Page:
Questioning the Ethics of Small Change

A coffee shop is primarily empty at 8:27am on a Wednesday morning. It’s hump day, the first truly cold morning since the 2007-2008 school year has begun and the world is spinning around according to schedule. An old man is behind the counter, he’s poured my drink and I’ve been enjoying it for awhile. He’s a bit of a crabby old coot, prone to mood swings and I’ve heard he likes to pretend like he was in ‘Nam. I ask him for a coffee with some room for skim milk, and he obliges by stopping the pour a quarter inch short and handing me the gallon of skim. I pour it, to his reply “I’m glad you did that and not me.” I’m not exactly sure what that means, but I’m not exactly concerned either as I’m used to his unusual attitude.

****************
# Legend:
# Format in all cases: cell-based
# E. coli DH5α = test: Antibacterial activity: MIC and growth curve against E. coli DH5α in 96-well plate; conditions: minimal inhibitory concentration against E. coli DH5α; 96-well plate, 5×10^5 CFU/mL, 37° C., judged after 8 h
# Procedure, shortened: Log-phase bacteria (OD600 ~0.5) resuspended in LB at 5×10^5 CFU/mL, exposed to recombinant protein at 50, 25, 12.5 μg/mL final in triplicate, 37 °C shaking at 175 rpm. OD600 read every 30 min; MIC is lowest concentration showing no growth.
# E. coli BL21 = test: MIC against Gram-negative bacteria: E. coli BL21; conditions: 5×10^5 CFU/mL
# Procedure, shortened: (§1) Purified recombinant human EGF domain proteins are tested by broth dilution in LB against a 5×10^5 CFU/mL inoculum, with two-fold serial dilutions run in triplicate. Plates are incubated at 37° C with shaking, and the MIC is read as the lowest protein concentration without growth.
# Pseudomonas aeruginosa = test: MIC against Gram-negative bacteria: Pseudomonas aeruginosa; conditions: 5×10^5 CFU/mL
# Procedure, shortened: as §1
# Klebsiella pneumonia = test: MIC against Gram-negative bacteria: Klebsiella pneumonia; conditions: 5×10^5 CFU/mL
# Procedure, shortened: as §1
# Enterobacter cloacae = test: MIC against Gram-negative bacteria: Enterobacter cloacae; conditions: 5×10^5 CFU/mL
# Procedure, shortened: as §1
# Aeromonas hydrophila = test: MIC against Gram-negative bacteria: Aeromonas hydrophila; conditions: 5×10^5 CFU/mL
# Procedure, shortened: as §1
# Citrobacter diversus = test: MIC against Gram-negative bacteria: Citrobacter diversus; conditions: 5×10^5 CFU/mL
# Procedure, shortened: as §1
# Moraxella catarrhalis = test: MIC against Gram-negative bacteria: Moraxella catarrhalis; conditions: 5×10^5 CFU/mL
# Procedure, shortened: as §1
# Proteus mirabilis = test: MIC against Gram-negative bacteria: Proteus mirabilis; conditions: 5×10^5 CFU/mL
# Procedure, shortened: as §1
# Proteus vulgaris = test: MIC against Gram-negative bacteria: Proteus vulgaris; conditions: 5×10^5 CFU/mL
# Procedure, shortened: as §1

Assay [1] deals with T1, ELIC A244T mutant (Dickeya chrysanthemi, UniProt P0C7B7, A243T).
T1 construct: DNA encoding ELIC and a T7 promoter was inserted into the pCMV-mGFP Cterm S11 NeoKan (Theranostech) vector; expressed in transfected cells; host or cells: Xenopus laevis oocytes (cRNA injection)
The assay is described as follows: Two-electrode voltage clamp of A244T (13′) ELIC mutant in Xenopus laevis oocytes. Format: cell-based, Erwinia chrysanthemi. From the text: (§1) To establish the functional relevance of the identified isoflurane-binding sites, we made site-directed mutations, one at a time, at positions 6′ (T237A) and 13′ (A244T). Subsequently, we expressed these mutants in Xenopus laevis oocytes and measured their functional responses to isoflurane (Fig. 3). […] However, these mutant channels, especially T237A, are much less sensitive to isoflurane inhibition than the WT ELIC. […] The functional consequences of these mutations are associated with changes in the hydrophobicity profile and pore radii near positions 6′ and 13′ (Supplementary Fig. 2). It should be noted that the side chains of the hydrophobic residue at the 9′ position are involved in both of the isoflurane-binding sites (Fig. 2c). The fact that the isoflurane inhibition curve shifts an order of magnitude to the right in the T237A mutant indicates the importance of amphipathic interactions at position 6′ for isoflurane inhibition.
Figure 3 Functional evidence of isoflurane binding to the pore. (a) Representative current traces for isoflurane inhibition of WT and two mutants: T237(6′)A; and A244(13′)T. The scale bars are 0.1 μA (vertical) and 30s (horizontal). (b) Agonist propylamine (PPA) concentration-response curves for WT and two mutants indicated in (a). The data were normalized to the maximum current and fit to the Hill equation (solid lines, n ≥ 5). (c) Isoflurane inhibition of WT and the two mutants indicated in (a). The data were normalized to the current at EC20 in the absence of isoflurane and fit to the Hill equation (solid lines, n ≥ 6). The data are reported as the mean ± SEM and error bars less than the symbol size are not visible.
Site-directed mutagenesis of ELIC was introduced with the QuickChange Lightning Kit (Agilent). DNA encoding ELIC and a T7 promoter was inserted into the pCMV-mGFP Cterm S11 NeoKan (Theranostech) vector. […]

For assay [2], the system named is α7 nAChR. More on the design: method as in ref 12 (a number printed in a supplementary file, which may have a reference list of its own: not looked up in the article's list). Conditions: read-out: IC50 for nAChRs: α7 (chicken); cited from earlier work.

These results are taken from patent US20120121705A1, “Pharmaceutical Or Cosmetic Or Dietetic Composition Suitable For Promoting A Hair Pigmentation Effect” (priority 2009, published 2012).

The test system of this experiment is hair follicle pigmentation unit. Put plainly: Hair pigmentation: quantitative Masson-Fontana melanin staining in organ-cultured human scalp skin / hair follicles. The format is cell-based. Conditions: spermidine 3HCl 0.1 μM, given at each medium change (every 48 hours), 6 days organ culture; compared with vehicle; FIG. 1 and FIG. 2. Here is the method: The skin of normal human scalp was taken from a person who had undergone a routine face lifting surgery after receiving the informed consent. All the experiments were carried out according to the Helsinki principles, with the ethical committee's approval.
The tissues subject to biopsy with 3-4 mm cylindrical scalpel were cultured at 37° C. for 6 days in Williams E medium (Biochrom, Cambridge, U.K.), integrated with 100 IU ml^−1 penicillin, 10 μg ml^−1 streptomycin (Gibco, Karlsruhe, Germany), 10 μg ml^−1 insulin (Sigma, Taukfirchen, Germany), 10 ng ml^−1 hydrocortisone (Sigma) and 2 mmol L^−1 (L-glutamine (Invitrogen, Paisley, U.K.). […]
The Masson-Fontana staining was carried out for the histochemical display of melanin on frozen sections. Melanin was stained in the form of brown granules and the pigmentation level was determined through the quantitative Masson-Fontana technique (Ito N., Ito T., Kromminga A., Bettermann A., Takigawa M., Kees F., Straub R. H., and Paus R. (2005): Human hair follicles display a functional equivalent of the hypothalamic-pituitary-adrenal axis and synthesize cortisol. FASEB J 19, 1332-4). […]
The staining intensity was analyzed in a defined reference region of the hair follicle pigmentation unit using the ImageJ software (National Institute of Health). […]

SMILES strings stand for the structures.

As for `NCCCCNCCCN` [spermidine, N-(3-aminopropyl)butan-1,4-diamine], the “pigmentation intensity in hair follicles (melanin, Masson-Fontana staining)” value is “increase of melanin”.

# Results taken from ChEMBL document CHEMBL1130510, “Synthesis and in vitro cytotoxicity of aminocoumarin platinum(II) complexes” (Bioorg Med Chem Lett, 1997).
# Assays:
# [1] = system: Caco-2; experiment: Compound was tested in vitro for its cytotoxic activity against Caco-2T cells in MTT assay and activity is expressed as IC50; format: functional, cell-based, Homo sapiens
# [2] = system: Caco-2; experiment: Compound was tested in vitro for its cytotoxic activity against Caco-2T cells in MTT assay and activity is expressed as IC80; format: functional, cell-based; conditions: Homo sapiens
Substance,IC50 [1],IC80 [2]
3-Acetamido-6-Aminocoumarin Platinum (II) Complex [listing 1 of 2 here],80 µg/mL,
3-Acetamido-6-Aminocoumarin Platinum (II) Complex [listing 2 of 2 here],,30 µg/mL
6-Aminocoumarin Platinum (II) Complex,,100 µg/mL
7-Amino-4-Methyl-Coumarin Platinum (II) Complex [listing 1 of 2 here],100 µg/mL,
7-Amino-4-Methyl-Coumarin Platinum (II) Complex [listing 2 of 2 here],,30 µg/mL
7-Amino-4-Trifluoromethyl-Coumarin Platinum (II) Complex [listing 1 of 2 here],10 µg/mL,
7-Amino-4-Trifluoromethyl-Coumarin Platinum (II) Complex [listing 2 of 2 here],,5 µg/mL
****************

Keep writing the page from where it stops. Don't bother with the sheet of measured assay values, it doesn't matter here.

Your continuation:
Several minutes later a man comes in, squared jaw, blue shirt, black slacks, maroon tie. He’s ordering a coffee for himself, the total comes out to $1.26 or something similar, an amount requiring a penny. The customer reaches into the tip jar on the corner and I can hear the server behind the counter mutter something.

“You’re upset because I took a penny out of your tip jar?” A scour falls over the customer’s face and his voice tones sarcastic. The guy behind the counter mumbles something else, laughs to himself in the most patronizing way he can (to whom he’s patronizing isn’t quite certain.) “Here, here’s a nickel,” the customer retorts, takes his drink and sits himself down.


Who was wrong in this situation?

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